Knowing my producer friend’s work, I can assure you that anything this station puts on the air will undoubtedly be LESS than what went before. Six months to a year from now, their ratings will drop, probably not the full 25%, but they will go down.
A recent Nielsen study shows that of all the media, radio still has the highest penetration with over 90%. That’s more than television, certainly more than all print combined and WAY more than satellite and internet. So why are so many radio stations hurting right now? This is the first time, in the history of radio, that this business has not been ‘recession-proof.’ In every previous economic downturn, radio stations just kept chugging along, making money like they had a special license to print it. Advertisers knew that radio offered the best CPM (cost per thousand) AND the highest audience penetration, so what little money they had, came OUT of television and print and went directly to their local AM or FM outlet.
So what’s changed? In one word, ownership. By and large, that local AM or FM shop is no longer owned locally. Most stations, especially the ‘heritage’ stations are all owned by big corporations now, and with the new ownership came new rules. The radio business became less about radio and more about business. The bottom line is now the main motivator. Bean counters apply business metrics to everything. It’s a game of mathematics now, not a pursuit of creative communication. Many of the new upper management people think of producers like a cog in their machine and far too many are cutting corners in all the wrong places. They see someone who sits in a studio all day and plays with toys to make noise as an extravagance that they can’t afford. They don’t have a programming background, and by extension, don’t get that magic always comes into play at successful radio stations.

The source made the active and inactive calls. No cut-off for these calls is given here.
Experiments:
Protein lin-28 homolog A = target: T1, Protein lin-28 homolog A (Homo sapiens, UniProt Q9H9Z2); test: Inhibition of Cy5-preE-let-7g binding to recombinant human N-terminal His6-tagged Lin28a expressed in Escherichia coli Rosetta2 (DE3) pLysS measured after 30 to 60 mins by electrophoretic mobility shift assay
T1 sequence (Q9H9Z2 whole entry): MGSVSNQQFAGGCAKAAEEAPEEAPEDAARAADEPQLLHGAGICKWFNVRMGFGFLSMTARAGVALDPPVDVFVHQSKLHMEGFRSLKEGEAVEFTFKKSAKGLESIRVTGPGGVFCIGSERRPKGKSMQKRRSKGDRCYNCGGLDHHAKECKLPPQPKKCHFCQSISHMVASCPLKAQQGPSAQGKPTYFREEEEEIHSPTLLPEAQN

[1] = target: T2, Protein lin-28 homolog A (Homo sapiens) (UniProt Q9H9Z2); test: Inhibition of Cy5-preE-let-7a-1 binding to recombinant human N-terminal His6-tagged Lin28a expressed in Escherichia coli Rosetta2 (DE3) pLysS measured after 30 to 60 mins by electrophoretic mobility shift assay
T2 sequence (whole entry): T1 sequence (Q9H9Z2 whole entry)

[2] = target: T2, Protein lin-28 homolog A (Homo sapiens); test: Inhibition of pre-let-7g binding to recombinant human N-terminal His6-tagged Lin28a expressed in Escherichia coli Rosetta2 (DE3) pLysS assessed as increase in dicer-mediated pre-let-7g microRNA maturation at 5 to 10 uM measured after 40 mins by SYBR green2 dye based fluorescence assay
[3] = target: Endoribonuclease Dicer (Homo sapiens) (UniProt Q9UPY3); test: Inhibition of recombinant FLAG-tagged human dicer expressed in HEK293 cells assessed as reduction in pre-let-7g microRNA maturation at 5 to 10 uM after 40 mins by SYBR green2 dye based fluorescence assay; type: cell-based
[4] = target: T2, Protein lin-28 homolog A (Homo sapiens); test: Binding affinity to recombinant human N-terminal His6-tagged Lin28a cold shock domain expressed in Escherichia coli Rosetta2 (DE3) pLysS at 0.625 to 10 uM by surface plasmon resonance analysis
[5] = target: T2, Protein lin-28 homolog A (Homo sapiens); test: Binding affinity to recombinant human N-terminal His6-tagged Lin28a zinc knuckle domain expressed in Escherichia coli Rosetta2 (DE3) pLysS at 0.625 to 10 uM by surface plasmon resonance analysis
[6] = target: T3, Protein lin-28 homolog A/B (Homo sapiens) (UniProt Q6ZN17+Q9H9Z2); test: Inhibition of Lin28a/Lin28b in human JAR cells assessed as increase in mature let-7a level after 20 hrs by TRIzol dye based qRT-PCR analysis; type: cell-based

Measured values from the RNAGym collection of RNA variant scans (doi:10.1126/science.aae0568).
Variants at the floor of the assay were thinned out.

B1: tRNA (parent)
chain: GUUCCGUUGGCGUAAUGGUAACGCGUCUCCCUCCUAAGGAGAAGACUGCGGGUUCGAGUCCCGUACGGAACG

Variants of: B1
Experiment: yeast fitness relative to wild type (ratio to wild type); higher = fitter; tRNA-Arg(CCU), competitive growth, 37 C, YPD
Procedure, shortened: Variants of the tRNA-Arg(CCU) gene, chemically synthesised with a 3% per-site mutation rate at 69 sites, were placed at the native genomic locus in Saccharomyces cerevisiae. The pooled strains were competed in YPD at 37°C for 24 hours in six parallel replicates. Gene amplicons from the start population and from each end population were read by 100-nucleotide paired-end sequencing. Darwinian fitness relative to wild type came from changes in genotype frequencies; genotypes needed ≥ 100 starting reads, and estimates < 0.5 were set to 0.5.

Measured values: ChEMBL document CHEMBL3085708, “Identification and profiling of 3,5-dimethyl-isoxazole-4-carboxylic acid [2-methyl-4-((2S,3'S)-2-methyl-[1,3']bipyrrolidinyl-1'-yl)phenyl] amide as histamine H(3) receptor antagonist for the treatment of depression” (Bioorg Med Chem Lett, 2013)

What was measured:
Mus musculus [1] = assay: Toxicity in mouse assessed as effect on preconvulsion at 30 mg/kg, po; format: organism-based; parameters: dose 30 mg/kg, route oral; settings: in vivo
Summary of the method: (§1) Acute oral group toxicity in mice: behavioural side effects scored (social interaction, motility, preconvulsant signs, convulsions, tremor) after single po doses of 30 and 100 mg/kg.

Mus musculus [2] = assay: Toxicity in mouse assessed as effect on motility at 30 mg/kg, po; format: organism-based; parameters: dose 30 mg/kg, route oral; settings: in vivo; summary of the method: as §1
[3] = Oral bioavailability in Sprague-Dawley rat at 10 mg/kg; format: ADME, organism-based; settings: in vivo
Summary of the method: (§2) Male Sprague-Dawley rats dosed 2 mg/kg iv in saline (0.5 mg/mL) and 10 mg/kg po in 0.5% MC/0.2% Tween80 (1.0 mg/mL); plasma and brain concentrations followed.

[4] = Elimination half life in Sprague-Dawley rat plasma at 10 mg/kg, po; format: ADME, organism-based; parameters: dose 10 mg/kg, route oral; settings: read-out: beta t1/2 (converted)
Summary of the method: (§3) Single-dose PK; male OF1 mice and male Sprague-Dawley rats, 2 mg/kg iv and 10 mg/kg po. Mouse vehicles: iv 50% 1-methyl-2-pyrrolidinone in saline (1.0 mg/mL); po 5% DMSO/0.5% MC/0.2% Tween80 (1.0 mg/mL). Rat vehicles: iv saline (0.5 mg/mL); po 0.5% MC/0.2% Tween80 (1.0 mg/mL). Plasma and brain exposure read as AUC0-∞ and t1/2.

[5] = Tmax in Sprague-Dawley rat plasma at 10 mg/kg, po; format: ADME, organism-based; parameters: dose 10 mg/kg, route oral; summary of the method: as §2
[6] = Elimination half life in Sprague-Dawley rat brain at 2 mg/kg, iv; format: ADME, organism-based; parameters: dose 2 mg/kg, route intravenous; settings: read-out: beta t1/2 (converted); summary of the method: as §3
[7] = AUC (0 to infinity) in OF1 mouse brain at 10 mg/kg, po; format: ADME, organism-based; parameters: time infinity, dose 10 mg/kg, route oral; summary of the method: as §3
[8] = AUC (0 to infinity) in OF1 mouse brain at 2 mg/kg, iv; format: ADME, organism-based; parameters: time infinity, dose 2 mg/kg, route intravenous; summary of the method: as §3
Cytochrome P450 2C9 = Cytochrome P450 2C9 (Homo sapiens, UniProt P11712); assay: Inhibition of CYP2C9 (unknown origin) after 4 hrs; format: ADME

To be fair, I understand that a scorpion is a scorpion and will always be a scorpion. That doesn’t make the scorpion bad, it just makes it dangerous. Please understand that NOTHING I’ve said here is universal. I know a LOT of ‘suits’ who DO come from programming backgrounds and are being fairly successful at turning things around. My old company, iHeart Media, has pushed things back into the black and are really starting to turn up the heat again. But so many of the big companies are not. Every day I hear new rumors of Chapter 11 possibilities.
Sadly, middle-management people are still playing to the business models that were introduced when so many stations were gobbled up by a handful of companies. The result is a LOT of people who are creative and full of possibilities are selling shoes or pressing pants instead of pouring their individual magic into the brand of their radio station. Sure, there were a few people who had no business being in the radio business to start with, but somebody has thrown out the baby with the bathwater.
And so I end as I began...
The mother turned 'round for a soap off the rack.
She was only a moment but when she turned back
Her baby had gone, and in anguish she cried,
"Oh, where 'as my baby gone?" The angels replied:
– Mother’s Lament by Cream
Eric Clapton, Jack Bruce, Ginger Baker
This is my favorite ‘quirky’ song of all time and is on the Disraeli Gears album by Cream. While that dear old woman’s baby was “naught but an skellington,” who went down the drain, our baby was fat and happy…at least it used to be. Far too many of those babies have gone down the drain. It is time we stop that.